This additional requirement provides that each of at least two of the amalgamating corporations must be large enough to meet a required financial threshold on its own. In other words, a corporation (including its affiliates) with less than $70 million in assets and revenues will not trigger a notification requirement merely by merging with a larger corporation. The fact that the assets in Canada and revenues in, from or into Canada of each amalgamating party's affiliates are included in the subsection 110(4.1) calculation ensures that an acquirer cannot avoid a notification requirement by incorporating a shell subsidiary and amalgamating the subsidiary with a large target corporation, instead of acquiring the shares of the target.

Policy

While the Act does not provide a definition of amalgamation, the process of amalgamation refers to the union of two or more corporations, whereby they become one corporation. For most federally incorporated businesses, sections 181 to 186 of the Canada Business Corporations Act set out the procedure for amalgamation. For provincially incorporated businesses, the applicable corporations legislation should be consulted.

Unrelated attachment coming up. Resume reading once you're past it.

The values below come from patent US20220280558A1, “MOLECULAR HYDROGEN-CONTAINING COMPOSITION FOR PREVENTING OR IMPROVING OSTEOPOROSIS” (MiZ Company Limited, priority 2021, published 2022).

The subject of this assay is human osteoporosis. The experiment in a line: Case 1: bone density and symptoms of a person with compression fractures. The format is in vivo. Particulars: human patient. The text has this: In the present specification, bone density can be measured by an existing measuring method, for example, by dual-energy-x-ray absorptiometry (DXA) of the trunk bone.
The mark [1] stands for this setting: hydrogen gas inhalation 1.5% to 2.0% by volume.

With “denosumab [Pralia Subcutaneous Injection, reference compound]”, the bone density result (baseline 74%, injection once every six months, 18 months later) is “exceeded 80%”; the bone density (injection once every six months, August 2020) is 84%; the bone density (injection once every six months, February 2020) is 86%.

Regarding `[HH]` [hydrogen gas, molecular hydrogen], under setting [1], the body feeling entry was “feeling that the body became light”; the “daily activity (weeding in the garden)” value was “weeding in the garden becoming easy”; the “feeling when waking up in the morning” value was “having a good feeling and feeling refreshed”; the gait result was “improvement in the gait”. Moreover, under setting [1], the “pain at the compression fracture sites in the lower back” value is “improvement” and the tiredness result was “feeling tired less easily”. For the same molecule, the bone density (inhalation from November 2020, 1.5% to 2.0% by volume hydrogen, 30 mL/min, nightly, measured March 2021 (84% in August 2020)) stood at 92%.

An amalgamation pursuant to valid legislation is considered an amalgamation for purposes of subsection 110(4) of the Act, whether the amalgamation occurs under federal or provincial legislation or under the laws of a foreign jurisdiction. Care should be exercised not to confuse amalgamations with share acquisitions, which are considered under subsection 110(3) of the Act.

A triangular merger, also known as a Delaware merger, where the target corporation is absorbed into the acquiring corporation's subsidiary, with the target's shareholders receiving shares of the parent corporation, is considered an amalgamation for purposes of subsection 110(4) of the Act. A reverse triangular merger, or reverse Delaware merger, where the acquiring corporation's subsidiary is absorbed into the target corporation, is also considered an amalgamation for purposes of subsection 110(4) of the Act.

Examples

The examples below are hypothetical and are intended only to illustrate the Bureau's interpretation, as outlined above. It is assumed for the purposes of these examples that the threshold under subsections 110(4) and 110(4.1) of the Act is $70 million.

Example 1